Ever since then, when I think of my father, I like to light up a cigarette too and immerse myself in the memories of the time we spent together. So much so that smoking has become a habit. I can almost see my father in the smokey haze. He does not say a word, he just looks at me. Just like when he was in this world, just like when he left it. And so he lives on.
The first cigarette was nearly out and my father’s not-quite-dream, not-quite-real figure still hadn’t appeared. Why was he constantly in our dreams these past six months? I began to consider my father’s various anniversaries. Was it his birthday? No, his birthday was long passed, the day before the Qixi Festival. Was it the anniversary of his death? Not yet, that will be in the coldest part of the year, after lunar new year. Then what else was there? I realised with a start that there were only two days in the year that were significant anymore when it came to my father.
Father, is there something that your children have forgotten? My father’s ashes are in an urn in the cemetery so that one day we can finally return him to the mainland home he had never stopped longing for. I think this is the wish which, in the end, he never had time to put into words. Several years ago, I managed to make contact with a distant relative in my father’s hometown. I told her about my father’s death and my intention to return his ashes. There was a sudden silence at the other end of the line before she said indifferently: “He’s gone, so don’t bother. It doesn’t matter where you put them!”
What hidden meaning was in these words? Did she want us not to return the ashes? I had no idea and it would have been rude to question an older relative like her. And so my father’s ashes remain in our cemetery to this day. That was seven or eight years ago now. Is that why he’s appearing in our dreams? My sister and I have been to his urn to burn incense and let him know about it, but he has never visited our dreams like this before.
I lit a second cigarette and tried to speak with my father through the curling smoke. My thoughts searched through the past: what happened after we tried to return his ashes? I thought for a long time, recalling my sister’s angry complaints, my mother’s silence and the quiet sobs of my father’s friends. Why were they crying, these people who, like my father, had grown old far from home? I could not remember and the anxiety of it drove me to light myself a cigarette. As the first breath of tar entered my lungs, I suddenly remembered these words: “You can’t go back while you’re alive and then you die and they still don’t want you!” They were said by a good friend of my father’s, who came from the same town. He cried as he said it.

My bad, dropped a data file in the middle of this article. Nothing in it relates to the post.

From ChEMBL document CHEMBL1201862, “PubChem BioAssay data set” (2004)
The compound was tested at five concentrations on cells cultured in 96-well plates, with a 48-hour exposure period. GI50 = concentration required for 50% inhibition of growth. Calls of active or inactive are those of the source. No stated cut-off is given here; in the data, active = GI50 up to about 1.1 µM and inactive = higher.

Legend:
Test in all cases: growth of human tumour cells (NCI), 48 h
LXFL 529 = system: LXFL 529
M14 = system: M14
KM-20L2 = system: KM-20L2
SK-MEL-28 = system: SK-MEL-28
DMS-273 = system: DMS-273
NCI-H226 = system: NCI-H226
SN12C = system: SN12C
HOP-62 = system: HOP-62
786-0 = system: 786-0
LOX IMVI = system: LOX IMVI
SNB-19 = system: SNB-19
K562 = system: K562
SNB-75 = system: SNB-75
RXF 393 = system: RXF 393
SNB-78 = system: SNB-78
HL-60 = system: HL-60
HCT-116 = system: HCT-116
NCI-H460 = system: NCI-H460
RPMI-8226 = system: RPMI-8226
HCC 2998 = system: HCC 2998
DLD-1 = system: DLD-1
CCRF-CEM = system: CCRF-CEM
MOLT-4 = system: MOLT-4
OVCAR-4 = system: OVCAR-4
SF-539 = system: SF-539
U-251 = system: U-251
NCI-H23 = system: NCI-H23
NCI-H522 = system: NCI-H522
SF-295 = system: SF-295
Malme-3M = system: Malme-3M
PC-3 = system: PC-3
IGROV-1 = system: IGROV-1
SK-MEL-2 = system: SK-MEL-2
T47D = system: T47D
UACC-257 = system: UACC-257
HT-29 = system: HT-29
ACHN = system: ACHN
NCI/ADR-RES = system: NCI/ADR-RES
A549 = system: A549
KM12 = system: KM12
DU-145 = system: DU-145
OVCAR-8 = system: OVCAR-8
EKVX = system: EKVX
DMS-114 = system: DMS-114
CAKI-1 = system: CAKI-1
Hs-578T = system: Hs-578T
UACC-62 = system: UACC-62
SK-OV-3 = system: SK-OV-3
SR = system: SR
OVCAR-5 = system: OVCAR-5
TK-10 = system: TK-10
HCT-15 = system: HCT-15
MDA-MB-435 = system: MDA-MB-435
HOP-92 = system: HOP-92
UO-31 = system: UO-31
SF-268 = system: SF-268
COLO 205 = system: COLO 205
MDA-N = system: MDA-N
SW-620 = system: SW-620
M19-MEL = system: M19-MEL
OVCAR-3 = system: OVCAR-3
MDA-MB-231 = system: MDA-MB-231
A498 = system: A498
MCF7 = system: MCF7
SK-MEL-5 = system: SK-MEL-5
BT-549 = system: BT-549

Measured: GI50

Two years ago he too was taken by an illness. We heard his ashes were also placed in a temple, and because it is in the south, my sister will sometimes visit to burn incense at Chinese New Year. After all, he never re-married after he came to Taiwan and he has no descendants to make offerings. He and my father were like brothers, so why shouldn’t we show our respects for him too. I remember back then that my father had once joked: if I go first, your mother should be entrusted to his care. We all knew what he meant.
The second cigarette went out all of a sudden – no wind, no reason, just out – even though there was still a long section remaining. It was just as I thought of my mother. Was my father visiting my dreams because of my mother? My mother has aged quickly over the past few years and the change in her is like the change in my father before he died; her hair is white, her body swollen, she grows quieter. The only difference is she does not smoke. Is my father worried about his wife, who grows old far away with our tribe in the south? I picked up the phone and dialed that familiar number. Someone picked up at the other end and my mother’s hoarse voice came down the line. I started to tear up: “Mum, it’s me!”